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Certain Thoughts on Uncertainty

certainty faith uncertainty Oct 25, 2020

By Joey O'Connor

For the past eight months, our modern media has been banging one loud drum with a phrase that has not sat well with me. 

What's the phrase, you ask?

Drumroll please with thundering dramatic underscore...

We are living in times of unprecedented uncertainty.

Who uses the prefix "un" two times in a row? 

It makes for good alliteration, but poor English.

"Un" meaning "not" is designed to give a negative spin on future outcomes.

Which you and I have absolutely no control over.

Yes, a virus can kill you.

Yes, you may have already or will possibly lose your job.

Yes, inequality, rioting and violence in the streets is upsetting.

Yes, partisanship is at an all-time high.

Yes, your presidential candidate may lose.

But uncertainty is not our problem. 

Living with an "un" worldview is. It is something that must be undone.

Let me explain...

Several months ago, I discovered something disturbing about myself: I am guilty of fortune telling. A fortune teller's tool of choice is a crystal ball. One morning, I realized that in many areas of my life, it is as if I walk around holding an invisible crystal ball in my hand.

I am always trying to peer into the future. Always trying to figure out how things will work out. Always wondering how "This scenario" or "That scenario" will play out.

When I catch myself peering into my crystal ball, three Hydra-like heads appear...

The terrible triplets of fear, worry, and anxiety.

One thing is for certain: I'm a terrible fortune teller. 

You do not want me to be your psychic.

Save yourself a lot of money and do not call my 1-800-Hotline.

Once I realized I was lugging around that crystal ball, my response was, "Wow...Lord, I really do that, don't I?"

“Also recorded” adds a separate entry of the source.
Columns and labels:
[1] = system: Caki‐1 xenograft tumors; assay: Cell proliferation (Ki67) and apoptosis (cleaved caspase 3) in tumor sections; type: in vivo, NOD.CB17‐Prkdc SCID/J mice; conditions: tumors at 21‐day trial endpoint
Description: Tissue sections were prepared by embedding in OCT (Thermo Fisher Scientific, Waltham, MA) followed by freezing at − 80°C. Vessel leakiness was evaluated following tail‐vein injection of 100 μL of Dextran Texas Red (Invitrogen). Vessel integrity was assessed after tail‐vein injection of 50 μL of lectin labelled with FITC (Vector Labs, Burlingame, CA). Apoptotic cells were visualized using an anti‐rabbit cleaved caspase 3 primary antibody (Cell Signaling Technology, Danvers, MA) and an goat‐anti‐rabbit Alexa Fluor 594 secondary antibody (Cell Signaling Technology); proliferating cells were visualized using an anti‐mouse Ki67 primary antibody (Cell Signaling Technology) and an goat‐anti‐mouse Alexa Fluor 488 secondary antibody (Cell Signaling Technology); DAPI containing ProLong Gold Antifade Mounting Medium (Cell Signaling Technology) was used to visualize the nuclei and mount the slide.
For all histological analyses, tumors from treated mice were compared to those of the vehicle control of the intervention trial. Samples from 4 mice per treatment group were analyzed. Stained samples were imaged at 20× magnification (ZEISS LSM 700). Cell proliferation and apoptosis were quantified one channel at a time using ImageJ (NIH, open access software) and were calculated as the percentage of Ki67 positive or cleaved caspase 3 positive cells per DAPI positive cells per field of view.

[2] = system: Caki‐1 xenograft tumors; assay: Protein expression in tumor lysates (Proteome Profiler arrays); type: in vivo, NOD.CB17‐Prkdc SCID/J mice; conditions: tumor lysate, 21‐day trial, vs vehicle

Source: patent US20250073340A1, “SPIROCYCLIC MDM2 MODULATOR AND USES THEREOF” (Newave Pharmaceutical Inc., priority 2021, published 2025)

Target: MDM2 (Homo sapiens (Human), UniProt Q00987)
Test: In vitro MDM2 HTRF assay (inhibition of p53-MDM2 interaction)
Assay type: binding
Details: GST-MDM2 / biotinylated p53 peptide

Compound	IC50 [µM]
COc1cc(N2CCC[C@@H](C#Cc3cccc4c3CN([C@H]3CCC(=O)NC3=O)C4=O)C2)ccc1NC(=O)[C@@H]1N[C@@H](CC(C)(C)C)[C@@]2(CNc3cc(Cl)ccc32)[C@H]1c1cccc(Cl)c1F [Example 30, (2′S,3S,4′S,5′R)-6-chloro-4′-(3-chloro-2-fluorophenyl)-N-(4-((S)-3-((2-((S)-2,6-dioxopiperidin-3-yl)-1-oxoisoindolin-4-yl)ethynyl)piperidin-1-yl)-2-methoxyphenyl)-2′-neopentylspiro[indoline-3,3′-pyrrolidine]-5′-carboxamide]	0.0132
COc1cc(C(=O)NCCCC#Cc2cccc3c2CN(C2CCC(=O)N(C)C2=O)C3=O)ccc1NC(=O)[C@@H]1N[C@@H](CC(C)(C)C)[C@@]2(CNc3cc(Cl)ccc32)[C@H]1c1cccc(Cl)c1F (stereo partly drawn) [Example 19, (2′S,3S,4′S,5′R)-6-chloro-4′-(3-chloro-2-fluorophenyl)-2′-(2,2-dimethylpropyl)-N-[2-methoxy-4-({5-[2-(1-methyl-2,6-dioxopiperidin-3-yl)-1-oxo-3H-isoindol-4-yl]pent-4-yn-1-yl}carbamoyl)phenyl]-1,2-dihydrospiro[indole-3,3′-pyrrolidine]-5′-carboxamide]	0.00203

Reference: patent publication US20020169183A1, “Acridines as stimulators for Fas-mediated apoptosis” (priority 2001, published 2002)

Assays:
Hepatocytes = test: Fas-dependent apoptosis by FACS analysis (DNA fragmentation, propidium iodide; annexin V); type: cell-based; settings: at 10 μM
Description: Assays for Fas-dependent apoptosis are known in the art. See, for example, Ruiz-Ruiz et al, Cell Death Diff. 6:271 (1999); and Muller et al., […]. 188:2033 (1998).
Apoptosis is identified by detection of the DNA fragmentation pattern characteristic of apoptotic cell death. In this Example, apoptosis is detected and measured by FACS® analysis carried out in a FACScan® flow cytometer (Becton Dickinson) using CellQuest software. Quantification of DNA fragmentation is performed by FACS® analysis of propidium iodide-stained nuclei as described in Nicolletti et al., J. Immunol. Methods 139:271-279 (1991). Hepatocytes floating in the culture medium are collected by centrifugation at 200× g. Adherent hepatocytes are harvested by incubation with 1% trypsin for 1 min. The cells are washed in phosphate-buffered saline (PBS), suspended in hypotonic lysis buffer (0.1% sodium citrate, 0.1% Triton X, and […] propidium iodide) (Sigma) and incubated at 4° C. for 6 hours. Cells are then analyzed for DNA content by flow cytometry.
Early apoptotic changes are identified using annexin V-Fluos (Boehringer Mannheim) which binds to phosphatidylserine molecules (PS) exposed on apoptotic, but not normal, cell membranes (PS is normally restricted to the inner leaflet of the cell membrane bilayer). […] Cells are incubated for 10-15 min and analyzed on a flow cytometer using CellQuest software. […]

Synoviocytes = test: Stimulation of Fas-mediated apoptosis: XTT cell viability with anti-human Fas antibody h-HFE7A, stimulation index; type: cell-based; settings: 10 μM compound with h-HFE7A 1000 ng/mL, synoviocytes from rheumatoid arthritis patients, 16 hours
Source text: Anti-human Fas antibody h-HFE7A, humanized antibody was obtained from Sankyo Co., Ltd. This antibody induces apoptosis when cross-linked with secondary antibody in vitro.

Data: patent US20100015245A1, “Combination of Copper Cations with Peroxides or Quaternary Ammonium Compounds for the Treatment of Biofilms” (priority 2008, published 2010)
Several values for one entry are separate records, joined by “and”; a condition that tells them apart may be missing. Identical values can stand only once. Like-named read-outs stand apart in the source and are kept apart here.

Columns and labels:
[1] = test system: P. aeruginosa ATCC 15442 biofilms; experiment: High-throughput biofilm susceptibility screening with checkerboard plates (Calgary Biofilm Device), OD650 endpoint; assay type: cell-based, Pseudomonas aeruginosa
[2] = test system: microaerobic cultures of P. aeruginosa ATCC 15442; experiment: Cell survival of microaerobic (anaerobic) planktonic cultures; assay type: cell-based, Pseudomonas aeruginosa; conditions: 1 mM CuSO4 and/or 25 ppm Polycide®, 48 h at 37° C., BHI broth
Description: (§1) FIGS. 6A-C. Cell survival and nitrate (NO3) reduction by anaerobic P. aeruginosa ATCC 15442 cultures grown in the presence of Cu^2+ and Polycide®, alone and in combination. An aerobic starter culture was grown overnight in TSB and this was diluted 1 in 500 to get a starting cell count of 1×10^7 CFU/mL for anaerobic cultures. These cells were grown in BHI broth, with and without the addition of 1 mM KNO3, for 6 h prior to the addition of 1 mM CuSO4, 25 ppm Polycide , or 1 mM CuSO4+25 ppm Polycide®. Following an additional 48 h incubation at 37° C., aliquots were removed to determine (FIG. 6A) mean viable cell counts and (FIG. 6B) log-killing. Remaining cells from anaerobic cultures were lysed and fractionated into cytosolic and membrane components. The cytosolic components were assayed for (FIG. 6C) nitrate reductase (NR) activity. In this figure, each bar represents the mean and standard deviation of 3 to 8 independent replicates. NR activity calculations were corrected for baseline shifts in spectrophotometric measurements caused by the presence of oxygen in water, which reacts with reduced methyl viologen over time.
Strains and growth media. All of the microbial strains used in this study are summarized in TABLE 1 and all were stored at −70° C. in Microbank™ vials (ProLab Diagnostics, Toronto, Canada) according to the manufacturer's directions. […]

I honestly had to repent, let go of my crystal ball omniscience , and ask God for a renewed faith to be content walking with Him one day at a time. 

If you spend much time in the scriptures, one thing is certain...

You and I are called to walk by faith.

"For we live by faith and not by sight." 2 Corinthians 5:7

Faith calls us to live within the realm of uncertainty with absolute certainty that God's Story ends well.

Our real problem (mine, at least) is the desire to live with absolute certainty...the wrong kind of certainty that looks a whole lot more like clamoring for control.

Faith, not certainty, is the main point. The whole point. Nothing, but the point.

In Christ, though we may wrestle with doubt and fear, you and I live with far more certainty than we realize.

I wrote about this in the opening chapter of The Longing: Embracing the Deepest Truth of Who You Are.

You are unconditionally loved by God. 

You have the attention and affection of God the Father.

You are forgiven in Jesus Christ.

The Holy Spirit lives in you. 

God is for you, not against you. (Psalm 56:9)

On and on, God's word is filled with very, very certain promises designed to give you and I peace, confidence and assurance in supposedly "uncertain" times. 

And yes, by all means, for those who are sick, suffering and bearing unspeakable burdens, we are to offer the grace and compassion of Christ to those in need.  

I close on this point: As a farmer of our 12 acre organic grove, I live with a lot of uncertainty. We've battled years of California droughts, then too much rain, Santa Ana winds that knock our avocados to the ground, Asian fruit flies that threaten to destroy our organic lemons, worrying if this year will be better than the last, and fretting over if we'll have enough money to pay our bills?

If you want certainty, don't be a farmer. 

A farmer's life is anything, but certain.

But, when I read this encouraging scripture in Habakkuk 3:17-19, I am unraveled by these words, which offer me a choice for how I chose to live with uncertainty:

Though the fig tree does not bud
    and there are no grapes on the vines,
though the olive crop fails
    and the fields produce no food,
though there are no sheep in the pen
    and no cattle in the stalls,
yet I will rejoice in the Lord,
    I will be joyful in God my Savior.

The Sovereign Lord is my strength;
    he makes my feet like the feet of a deer,
    he enables me to tread on the heights.

This is certain: The Sovereign Lord is your strength.

You can go further on and further in.

Higher and higher.

You certainly can.

What are your thoughts on certainty? Or uncertainty? 

Leave a comment below. I'd love to hear from you.

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